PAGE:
History buff and HomeHero COO Chris Burke knows a thing or two about business. In fact, this brainiac has been in the thick of it from before even entering the university halls of Cambridge, with a career from 18 years old spanning consulting in FTSE companies to leading operational strategy in a number of UK startups. Here’s his story.

First Consultant, Then Student

My professional career actually started before my university one. When I left school I had a place to do Engineering at Cambridge and, as part of that course, you had to do a work placement. So I decided to take a gap year to work at Cambridge Consultants Ltd. (CCL) . This was an experience! The company is an outstanding UK success story and has spun out several $1bn+ technology companies since their founding in 1960. These include: Cambridge Silicon Radio (whose IP and products are probably in the device you’re using to read this!), Domino Printing and Xaar. Along with ARM, CCL are regarded as a founding member of the Cambridge Cluster and Silicon Fen, the UK’s answer to Silicon Valley.

The bulk of the work I did at CCL was for the Highways Agency, making sure electronic Motorway gantry signs worked correctly, and for Ionica, who were at the time rolling out a nationwide microwave-based telephone system to rival BT. I also led a project to roll out Europe’s largest DECT system internally, allowing us to run our own secure private mobile network across the campus buildings. I was only 18 at the time and for my first proper job running an RFP process and then commissioning and running a £700,000 capex project was exciting stuff! CLL went on to sponsor me throughout uni and I carried on working for them in most of the holidays and sometimes during term too.

Falling For Business

In my third year of studies I elected to do some Business Modules, as part of my Engineering course, at the newly opened Cambridge Judge Business School (now world famous for its MBA courses), which focussed on how you actually run a business, how you hire the right people, how do you protect your IP and how you scale. I was really interested in learning more about the business side of engineering after this so I joined L.E.K. Consulting, a strategic consultancy group, on a summer placement. They must have liked what they saw as they gave me an unconditional job offer at the end of the placement for when I eventually left uni. I started looking at and benchmarking other companies like BP and Shell in my fourth year and, after considering a potentially bleak life on offshore oil rigs in the North Sea as a process engineer, ended up going with a career at L.E.K. in the City instead.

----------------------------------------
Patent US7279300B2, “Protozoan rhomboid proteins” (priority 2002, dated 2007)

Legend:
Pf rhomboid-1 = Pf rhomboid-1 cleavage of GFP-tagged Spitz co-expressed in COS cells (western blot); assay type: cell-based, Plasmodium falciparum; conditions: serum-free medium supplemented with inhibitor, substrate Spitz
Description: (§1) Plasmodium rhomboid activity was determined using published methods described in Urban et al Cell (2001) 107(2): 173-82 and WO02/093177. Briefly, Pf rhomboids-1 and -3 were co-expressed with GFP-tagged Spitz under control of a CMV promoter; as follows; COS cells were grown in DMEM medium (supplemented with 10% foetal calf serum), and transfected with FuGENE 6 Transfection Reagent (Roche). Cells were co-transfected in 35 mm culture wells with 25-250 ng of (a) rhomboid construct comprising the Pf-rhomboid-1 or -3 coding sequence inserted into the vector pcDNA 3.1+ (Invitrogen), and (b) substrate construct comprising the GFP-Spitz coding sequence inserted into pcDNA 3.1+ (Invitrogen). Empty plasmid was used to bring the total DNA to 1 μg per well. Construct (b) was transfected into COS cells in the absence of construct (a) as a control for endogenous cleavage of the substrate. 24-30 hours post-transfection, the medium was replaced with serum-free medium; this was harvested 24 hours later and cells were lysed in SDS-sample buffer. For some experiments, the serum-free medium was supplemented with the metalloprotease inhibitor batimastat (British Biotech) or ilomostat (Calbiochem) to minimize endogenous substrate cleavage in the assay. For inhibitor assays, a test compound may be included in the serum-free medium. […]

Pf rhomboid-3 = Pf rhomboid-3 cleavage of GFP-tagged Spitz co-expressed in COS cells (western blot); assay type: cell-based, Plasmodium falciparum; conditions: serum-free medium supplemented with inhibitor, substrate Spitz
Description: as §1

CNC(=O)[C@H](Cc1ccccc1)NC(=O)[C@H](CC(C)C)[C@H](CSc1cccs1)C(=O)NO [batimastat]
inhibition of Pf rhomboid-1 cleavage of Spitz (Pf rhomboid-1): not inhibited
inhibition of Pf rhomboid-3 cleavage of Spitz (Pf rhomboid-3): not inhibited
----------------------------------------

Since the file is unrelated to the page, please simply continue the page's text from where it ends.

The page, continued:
From there I had the opportunity to jump into big national & multinational companies both private and listed at a senior level – from Virgin Media, to BT and then to Paddy Power. What I found most interesting – and still do – was the interaction between human psychology and numbers; the opportunities created between where people perceive value and where a company actually delivers it. For example, very small things that cost a business little to deliver may end up being valued the most by customers; and big experiences you work really hard to deliver sometimes just don’t land with the customer at all. That value perception mismatch first intrigued me back when I was a student, where I first took part in test studies led by the MRC Cognition & Brain Sciences unit around how the brain interprets – or fails to properly compute –  what’s right in front of it and drives a lot of what I do in business to this day.

My Founder Journey

I got into the startup world 10 years ago through Rated People, the UK’s #1 online marketplace for tradespeople, and kept in touch with the founder of that business, Andy Skipwith, after we both had left. When I bumped into him again at a shareholder meeting some years later we started talking about a new business idea he had had. He’d taken some time off to go sailing for a year or two, and had been thinking about an idea for a product that would help him find people to go sailing with, facilitate the payments and bookings, and make the trip happen. I, more of a cycling fan myself, could also see the concept working more broadly, generally getting people together at a specific time and in a specific place, helping them easily split payments, and taking away all the boring admin. Just like a plumber or builder, leisure sector workers like personal trainers, art teachers and dance teachers are constantly looking for new customers and therein lay a great opportunity to provide them with just that! We thought we could create a new type of leisure marketplace the same way Rated People had for the blue-collar sector.